By the end of this century, sea levels could rise worldwide by 3 feet or more, inundating coastal cities and spurring catastrophic storms roughly every three years.In Africa, at least 20 cities — including Cairo, Egypt; Cape Town, South Africa; and Kinshasa, Democratic Republic of the Congo — are especially vulnerable to rising seas. At the top of the list is Lagos, Nigeria, a fast-growing, low-lying coastal city of 13 million. By the year 2100, sea levels there are expected to have risen nearly 4 feet.Houses and roads in Lagos are built on spongelike terrain that was once sandbars, lagoons, and mangrove swamps. Lagos is also riven with a confluence of inland rivers, adding to its vulnerability to flooding. In 2011, intense rainfall flooded homes, overwhelmed sewers, and turned streets into rivers. Hardest hit in such events are the poor. Slums already hold 70 percent of people in Lagos, a city that draws 3,000 more residents every day.In the face of that watery future, Nigerian architect Kunlé Adeyemi, founder of the firm NLÉ and a recent visitor to Harvard, proposes a solution: Build houses that float. His African Water Cities Project envisions a future in which modular coastal dwellings are built on platforms stacked with flotation devices.Adeyemi delivered a lecture on the project March 7 at Harvard’s Graduate School of Design (GSD). That week and the next, he was one of four architects on campus who work in Africa, attending one conference on African development (where design panels and lectures were organized by Africa GSD, a student group) and another on public spaces.Their projects are spread out in South Africa, Tanzania, Uganda, Liberia, Rwanda, and Nigeria. But they share the idea that architecture can be a powerful tool for social justice, including an appreciation of all things local, from labor and crafts to materials and design.For his floating cities, Adeyemi had a ready-made local model: Makoko, a slum Venice of 2,200 buildings and 150,000 people on the edge of Lagos. “Everything happens on water,” he said of what he called a “dream world” on the edge of the sea. “It’s an example of maximum urbanization with minimum means.” The streets are water, the cars are gondolas, and the houses are propped on stilts.Inspired by the clever minimalism of the local residents, he showed a picture of a house with a lumber roof and a bamboo façade. Its owner stood near the kitchen space and open-air bathroom. “This man has all he needs,” said Adeyemi.Makoko’s commerce is afloat too. In another picture, a woman rowed from house to house in a boat full of goods, sort of the local “mall,” he said. Century-old Makoko also provides Lagos with a third of its fish and most of its milled lumber.Nigerian architect Kunlé Adeyemi, founder of the firm NLÉ, recently spoke at Harvard on his concept of floating cities.One “seed,” afloatAdeyemi’s prototype structure — he called it a “seed” — was started in 2011 and dedicated earlier this month. The Makoko Floating School is a three-story, 720-square-foot building afloat on a platform of recycled barrels and fitted with solar panels. Its louvered sides and peaked roof, sloping into a rainwater collection system, echo the aesthetics of the nearby houses. “It’s not quite a building,” said Adeyemi, “and it’s not quite a boat.”In deciding on flotation options, “We settled on the solution we found right there,” he said of the recycled barrels. The same local-is-best ethic applied to the structure’s wood frame and bamboo finish and to the labor, which was provided by “local carpenters who build boats,” said Adeyemi.The project started from a sense of personal responsibility. Makoko’s former school was a sagging frame house on reclaimed land and needed replacing. The ensuing floating school soon led Adeyemi to a conception of greater scale that could help coastal African cities respond to the effects of climate change. Floating structures, modular in design, could be linked into neighborhoods, he said. Someday, whole floating cities could even migrate from one coastal area to another, giving urbanization mobility.For his floating cities, Adeyemi had a ready-made local model: Makoko, a slum Venice of 2,200 buildings and 150,000 people on the edge of Lagos. “Everything happens on water,” he said of what he called a “dream world” on the edge of the sea. “It’s an example of maximum urbanization with minimum means.”Present-day Makoko just grew, and it works, despite its seeming chaos. “There is no planning in the conventional sense,” said Adeyemi, and the predictable challenges are stubbornly universal: sanitation, education, housing, and a utilities infrastructure for water, waste, and power.The project was barely under way when disaster loomed, not from a flood, but from a Lagos city plan to tear down seaside slums. Five hundred Makoko homes were razed, and thousands of residents displaced. Adeyemi and others stepped in, offering the power of their new idea. That was enough, he said, to put resettlement plans on hold for now.With help from the United Nations Development Programme, the floating school — the tallest building in Makoko — was finished. “It’s become a sort of icon for the community,” said Adeyemi.A watery futureMore floating schools, churches, and theaters could be next, he said.“It’s very inspiring. Every image you show shouts pleasure,” said H.W.J. “Henk” Ovink of Adeyemi’s presentation. “But it’s so fragile politically.”Ovink would know. He’s director general for spatial planning and water affairs in the Dutch Ministry of Infrastructure and the Environment, a key post in a low-lying nation that for centuries has dealt with the politics and technology of invasive seas.He called the Makoko project “almost an island on the water, in a political sense” in Nigeria, where, as with most places, visions of floating cities are not part of the conversational landscape. In the Netherlands, he added, “this would be in our DNA.”The U.N.’s interest is helpful, said Ovink. But the issues of coastal sea level rise and the fate of coastal cities are just beginning to get attention. He told Adeyemi, “You are in the beginning and the middle of a very complex political debate.”Even if there were no debate, asked Ovink, would this model of modular floating structures be better than what is there now, and could it scale up in applications elsewhere? “We tried this in the Netherlands,” a nation of 17 million people where only 2,000 live in floating structures. “I hate to disappoint you. We have a culture of living with water, but it doesn’t mean we want to live on water,” he said.But Makoko has already made Lagos officials think more of the reality of a water-vulnerable city, said Ovink, making the project a way “to enlarge the debate.”There might be another way to rethink the Africa floating cities idea, he added. Ovink proposed Adeyemi do a studio — a test-case class — on floating buildings that are on coastal land, not on the water. That might be a useful vision for cities confronting rising seas, a brand of architecture that is not fixed on foundations, but that depends on buoyancy.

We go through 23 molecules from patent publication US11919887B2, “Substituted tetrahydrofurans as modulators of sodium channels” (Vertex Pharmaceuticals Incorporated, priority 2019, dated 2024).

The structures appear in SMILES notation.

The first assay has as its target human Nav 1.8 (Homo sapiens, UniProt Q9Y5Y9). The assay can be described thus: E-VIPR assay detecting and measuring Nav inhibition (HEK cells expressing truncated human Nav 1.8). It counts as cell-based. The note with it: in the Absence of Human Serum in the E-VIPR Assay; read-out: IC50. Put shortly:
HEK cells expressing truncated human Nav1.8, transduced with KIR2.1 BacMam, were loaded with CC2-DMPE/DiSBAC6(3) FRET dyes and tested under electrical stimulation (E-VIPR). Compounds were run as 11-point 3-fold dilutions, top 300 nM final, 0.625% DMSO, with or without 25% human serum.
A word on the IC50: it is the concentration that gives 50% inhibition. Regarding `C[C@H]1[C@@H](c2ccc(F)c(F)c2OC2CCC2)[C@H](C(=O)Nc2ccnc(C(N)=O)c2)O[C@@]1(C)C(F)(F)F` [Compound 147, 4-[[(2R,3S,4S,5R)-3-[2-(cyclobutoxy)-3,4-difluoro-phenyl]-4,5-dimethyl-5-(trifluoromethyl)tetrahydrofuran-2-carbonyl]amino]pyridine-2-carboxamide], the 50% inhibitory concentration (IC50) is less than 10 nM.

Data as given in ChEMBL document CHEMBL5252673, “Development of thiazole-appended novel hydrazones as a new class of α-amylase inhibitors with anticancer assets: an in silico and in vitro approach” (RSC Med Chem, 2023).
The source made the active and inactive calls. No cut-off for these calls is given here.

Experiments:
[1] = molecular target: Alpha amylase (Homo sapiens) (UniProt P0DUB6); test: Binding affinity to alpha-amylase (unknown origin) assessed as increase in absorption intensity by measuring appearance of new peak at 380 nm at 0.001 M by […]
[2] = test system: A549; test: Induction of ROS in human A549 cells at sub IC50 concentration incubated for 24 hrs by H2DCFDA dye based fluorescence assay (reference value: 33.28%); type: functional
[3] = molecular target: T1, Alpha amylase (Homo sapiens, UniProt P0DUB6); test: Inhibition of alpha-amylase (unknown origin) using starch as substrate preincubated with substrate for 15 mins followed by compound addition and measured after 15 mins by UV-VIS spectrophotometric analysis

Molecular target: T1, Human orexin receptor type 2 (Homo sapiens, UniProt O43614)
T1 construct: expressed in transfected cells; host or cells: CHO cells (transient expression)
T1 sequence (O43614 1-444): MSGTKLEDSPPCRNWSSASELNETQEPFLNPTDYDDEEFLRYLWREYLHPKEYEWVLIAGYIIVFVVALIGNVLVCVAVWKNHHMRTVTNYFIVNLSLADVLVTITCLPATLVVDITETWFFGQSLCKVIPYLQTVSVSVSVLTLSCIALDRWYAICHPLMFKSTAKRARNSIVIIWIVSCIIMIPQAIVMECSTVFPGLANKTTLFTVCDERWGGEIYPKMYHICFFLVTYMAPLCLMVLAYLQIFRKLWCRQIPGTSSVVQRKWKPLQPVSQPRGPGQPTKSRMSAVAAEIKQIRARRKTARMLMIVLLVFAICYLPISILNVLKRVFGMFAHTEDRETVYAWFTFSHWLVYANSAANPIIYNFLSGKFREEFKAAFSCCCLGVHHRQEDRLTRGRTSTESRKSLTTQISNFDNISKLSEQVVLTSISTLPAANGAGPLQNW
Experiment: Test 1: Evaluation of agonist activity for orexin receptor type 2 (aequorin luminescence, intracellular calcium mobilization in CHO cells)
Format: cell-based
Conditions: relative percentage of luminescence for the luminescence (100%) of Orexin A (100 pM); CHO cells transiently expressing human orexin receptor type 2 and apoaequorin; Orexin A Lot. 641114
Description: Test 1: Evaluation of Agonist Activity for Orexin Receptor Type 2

What started out as an undergraduate program squeezed into three classrooms has expanded and updated to become a feature academic program at Saint Mary’s, director of clinical practice in the department of communicative sciences and disorders Janet Lovett said.In June 2013, the College implemented its changes to the new master’s program and the current communicative disorders clinic housed in the Madeleva classroom building, Lovett said. The clinic treats clients from the surrounding areas.The new master’s program, speech pathology, will simply be referred to as the communicative sciences and disorders department (CSD), though the undergraduate students still receive their degrees in communicative sciences and disorders, Lovett said.“There are 20 Saint Mary’s seniors, and there are four Notre Dame students who are co-exchange students who can’t really take it as a major but take all the required courses,” she said. “Total, I think, our major is about 95 students across all three years.”All seniors will participate in the clinical practicum for the fall semester, during which they will be assigned two clients, Lovett said.“This year we have 40 clients. We will be building the clinical population in anticipation of the start of the program,” Lovett said.The news of an anticipated master’s program in communicative sciences and disorders excited many in the Saint Mary’s and South Bend communities, but for now, the graduate program is considered an additional focus, Lovett said.“We hope to take our first students in the fall of 2015. We have an accreditation visit coming up in October [from] the Council on Accreditation in Audiology and Speech-Language Pathology (CAA),” Lovett said.In the meantime, faculty and staff want to keep the undergraduate program strong on its own, providing and maintaining the same level of opportunities it currently offers, Lovett said.“We have to build the clinic especially. We have the faculty in place. We have five faculty now, but the clinic needs to be able to provide enough experience in a lot of communication disorders for the graduate students to get at least a portion of the 400 hours they have to have in order to get certified need,” Lovett said.“It’s a long process,” she said. “There’s an academic piece. There’s a clinical piece. There’s a resident kind of [period], what we call clinical fellow. You practice under the mentorship of a full-fledged speech pathologist. Then you have to make sure you meet your requirement to meet clinical requirement, your C’s. In Indiana you have to be licensed also, and most states around us do require [the same].”Colleges and universities now incorporate a five-year program for audiology students that combines undergraduate and master’s degrees, Lovett said. Saint Mary’s does not currently plan to offer a master’s in audiology, Lovett said.The clinic’s future goals include developing a telepractice program, Lovett said. Telepractice is a type of speech language pathology that clinicians use with long-distance clients.“It’s very similar to providing speech services to people who need speech therapy,” she said. “Telepractice will be training the clinicians [in] what are the questions you ask, what do you practice, [what are] the things you have to do if you’re licensed in Indiana and your client is in Montana, or vice versa, [and] you have to be licensed in that state,” Lovett said.Lovett said she was one of the first to be hired for the master’s program. As an adjunct professor with fellow communicative disorders professor Susan Lathem, Lovett helps bring clients to the program and hires the clinical staff, including program chair Dr. Michael Flahive, Lovett said.“As the program director, he is responsible for making sure all the academic and clinical pieces are in place,” she said. “Obviously I’m in charge of the clinical, but he’s in charge of everyone. He makes sure that our students are in a position to go out and do what they’re supposed to do and getting the appropriate grades. We work hand-in-hand when it comes to what we’re supposed to do.”Seniors Emily Scanlon and Emily Hazen have enjoyed the activity and opportunity their major has offered them during their time at Saint Mary’s, Hazen said.“We love the program. I really like all the professors [and] clinicians. We’re glad we decided to focus on this area,” Hazen said.Hazen and Scanlon each completed 25 hours of observation last semester watching the members of the class of 2014 work with their clients, Scanlon said. This year, they will use what they’ve learned through watching students engage with clients, Scanlon said.“We’ve seen how it’s done,” Scanlon said.The clinic and master’s program will have a chance at accreditation in October when the CAA comes to evaluate the system and facilities, but students such as Scanlon and Hazen will continue to pursue the study of communicative sciences and disorders either way, Scanlon said.“It doesn’t really seem like work, because we love it,” she said.Tags: master’s program, SMC, speech pathology